This open access paper is a good example of the sort of work that follows identification of a longevity-enhancing mutation in a laboratory species, flies in this case. Finding such a mutation is just the first step on a long road towards a better understanding of metabolism. Unfortunately, most such work will have little relevance to the practical matter of extending human life span. Short-lived species have a great plasticity of longevity in response to metabolic changes, while we humans do not. The operation of cellular metabolism and tissue function is enormously complex, and it is rarely the case that any of the connections between proteins and mechanisms and function are either simple or easy to establish. This is why much of the field of aging research moves slowly indeed, being focused on (a) interventions that cannot possibly do much for human life span, and (b) trying to understand all of the details of the way in which aging progresses.
The E(z) histone methyltransferase heterozygous mutation in Drosophila is known to increase lifespan and stress resistance. However, the longevity mechanisms of E(z) mutants have not been revealed. In the present research we studied the effects of E(z) histone methyltransferase heterozygous mutation on lifespan, stress-resistance, fecundity, and genome-wide transcriptional profile dynamics in Drosophila imagoes. We observed 22-23% lifespan extension in both sexes, and E(z) mutants were significantly more resistant to hyperthermia, oxidative stress, and endoplasmic reticulum stress, and demonstrated enhanced fecundity.
The genome-wide transcriptome analysis identified 239 genes, which expression level was altered more than 2 times by E(z) mutation. Several of the most differentially expressed genes had never been described before as pro-longevity genes. Most likely, these genes may be associated with E(z) mutation, but not related to aging and longevity. The exception is a differential expression of antimicrobial peptides and the Turandot family of genes. These humoral innate immunity factors have been previously discussed in the context of aging and stress-resistance.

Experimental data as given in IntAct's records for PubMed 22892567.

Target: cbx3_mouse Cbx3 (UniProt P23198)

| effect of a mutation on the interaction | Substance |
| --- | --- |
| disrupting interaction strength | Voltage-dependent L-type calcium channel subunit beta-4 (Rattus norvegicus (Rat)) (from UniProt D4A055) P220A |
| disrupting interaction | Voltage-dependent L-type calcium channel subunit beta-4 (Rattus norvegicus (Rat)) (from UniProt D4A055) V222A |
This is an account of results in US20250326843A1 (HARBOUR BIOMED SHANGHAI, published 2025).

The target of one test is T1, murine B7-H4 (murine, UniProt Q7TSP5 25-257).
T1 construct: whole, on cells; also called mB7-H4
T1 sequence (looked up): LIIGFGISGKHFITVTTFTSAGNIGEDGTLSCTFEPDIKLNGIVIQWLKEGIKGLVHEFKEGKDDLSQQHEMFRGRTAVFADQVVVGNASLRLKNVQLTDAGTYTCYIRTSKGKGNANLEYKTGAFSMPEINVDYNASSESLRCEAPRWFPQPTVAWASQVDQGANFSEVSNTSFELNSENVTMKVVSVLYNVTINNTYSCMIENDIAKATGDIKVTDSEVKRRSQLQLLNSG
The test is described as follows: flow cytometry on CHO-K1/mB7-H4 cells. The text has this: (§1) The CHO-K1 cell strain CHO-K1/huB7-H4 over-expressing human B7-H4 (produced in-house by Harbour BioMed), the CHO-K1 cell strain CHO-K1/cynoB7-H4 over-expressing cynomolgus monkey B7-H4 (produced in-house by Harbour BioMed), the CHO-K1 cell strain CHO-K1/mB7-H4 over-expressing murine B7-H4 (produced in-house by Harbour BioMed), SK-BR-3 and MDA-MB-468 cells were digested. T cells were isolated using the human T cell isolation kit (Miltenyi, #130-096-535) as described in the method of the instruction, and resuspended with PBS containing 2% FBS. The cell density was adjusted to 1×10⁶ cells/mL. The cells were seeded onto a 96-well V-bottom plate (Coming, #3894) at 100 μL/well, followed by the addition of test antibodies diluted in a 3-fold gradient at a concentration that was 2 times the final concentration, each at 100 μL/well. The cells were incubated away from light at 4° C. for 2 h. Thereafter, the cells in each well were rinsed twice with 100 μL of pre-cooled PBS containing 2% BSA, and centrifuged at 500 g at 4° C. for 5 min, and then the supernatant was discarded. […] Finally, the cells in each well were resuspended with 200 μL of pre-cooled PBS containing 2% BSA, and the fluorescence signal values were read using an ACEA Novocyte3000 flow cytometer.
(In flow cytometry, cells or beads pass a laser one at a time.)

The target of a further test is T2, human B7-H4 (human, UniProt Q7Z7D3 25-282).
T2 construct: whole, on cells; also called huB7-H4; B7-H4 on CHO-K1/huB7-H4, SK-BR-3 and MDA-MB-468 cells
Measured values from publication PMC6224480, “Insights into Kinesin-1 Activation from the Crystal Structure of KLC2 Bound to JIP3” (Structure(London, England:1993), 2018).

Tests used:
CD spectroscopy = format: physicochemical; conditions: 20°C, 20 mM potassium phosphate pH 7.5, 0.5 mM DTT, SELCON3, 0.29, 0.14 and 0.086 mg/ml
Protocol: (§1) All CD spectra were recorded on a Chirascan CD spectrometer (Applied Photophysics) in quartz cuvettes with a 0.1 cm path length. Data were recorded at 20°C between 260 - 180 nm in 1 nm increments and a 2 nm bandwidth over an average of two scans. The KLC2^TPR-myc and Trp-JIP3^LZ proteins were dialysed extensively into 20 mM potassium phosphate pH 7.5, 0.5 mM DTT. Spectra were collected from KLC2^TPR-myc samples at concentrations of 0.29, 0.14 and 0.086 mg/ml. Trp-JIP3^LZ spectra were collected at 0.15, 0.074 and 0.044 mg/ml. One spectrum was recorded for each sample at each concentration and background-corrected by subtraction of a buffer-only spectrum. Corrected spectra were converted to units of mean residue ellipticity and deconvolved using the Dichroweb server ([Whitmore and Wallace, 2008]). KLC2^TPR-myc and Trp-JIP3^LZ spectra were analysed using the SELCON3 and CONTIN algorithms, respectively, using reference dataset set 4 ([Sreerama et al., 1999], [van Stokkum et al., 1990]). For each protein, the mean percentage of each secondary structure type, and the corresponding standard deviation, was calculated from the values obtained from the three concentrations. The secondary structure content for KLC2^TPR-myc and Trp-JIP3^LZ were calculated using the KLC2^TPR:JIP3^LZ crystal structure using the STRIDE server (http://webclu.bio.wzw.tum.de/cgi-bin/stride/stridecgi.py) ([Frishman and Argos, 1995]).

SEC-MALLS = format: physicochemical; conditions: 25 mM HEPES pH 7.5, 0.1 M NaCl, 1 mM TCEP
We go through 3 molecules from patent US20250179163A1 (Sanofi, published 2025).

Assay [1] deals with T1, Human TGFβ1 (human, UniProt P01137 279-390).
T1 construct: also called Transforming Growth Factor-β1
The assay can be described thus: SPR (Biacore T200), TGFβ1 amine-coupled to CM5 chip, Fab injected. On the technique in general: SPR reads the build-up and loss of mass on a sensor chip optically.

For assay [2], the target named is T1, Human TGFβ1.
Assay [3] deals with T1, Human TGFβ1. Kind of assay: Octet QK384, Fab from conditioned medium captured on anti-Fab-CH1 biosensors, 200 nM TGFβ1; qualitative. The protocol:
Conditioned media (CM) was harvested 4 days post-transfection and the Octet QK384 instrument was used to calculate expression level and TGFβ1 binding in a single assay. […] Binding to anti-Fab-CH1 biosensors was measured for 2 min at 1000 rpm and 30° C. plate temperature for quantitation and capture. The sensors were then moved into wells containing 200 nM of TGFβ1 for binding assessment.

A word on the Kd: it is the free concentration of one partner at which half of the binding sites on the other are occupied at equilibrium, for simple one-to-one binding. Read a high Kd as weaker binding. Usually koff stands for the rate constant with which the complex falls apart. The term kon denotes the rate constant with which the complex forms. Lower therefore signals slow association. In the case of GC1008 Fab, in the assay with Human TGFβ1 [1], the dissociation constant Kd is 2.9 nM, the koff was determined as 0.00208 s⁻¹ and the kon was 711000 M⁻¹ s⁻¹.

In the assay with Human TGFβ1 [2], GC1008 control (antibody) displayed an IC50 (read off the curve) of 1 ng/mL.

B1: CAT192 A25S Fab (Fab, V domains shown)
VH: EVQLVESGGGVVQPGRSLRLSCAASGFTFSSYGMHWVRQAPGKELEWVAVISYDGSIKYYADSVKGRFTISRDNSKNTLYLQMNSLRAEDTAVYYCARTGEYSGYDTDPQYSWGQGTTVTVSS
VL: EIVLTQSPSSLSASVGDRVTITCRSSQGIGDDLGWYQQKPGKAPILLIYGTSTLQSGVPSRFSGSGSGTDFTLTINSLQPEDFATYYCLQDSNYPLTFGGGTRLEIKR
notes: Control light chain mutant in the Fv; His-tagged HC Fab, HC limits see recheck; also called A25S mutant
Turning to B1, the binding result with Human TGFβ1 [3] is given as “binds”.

A mutation in the E(z) gene surprisingly neither activated nor repressed canonical pro-longevity or anti-longevity genes like mTor or insulin/IGF-signaling elements and either determinants of DNA repair, Sod, Sirtuins, etc. We also did not find strong changes in the expression of the Hox family of genes, for which gene repression by polycomb group proteins such as E(z) was previously shown.
We observed that the E(z) mutation leads to modulation of many genes related to the immune response, ribosome biogenesis, and cell cycle. Although age-dependent changes in the expression of these genes are similar to changes in control flies, it is most likely that mutations in E(z) lead to positive perturbations in the pathways for which age-associated gene expression changes are shown. In addition, the gene expression is sex-specific, despite the fact that the increase in median lifespan for both sexes was broadly similar, which emphasizes the importance of separate preparation and analysis of females and males.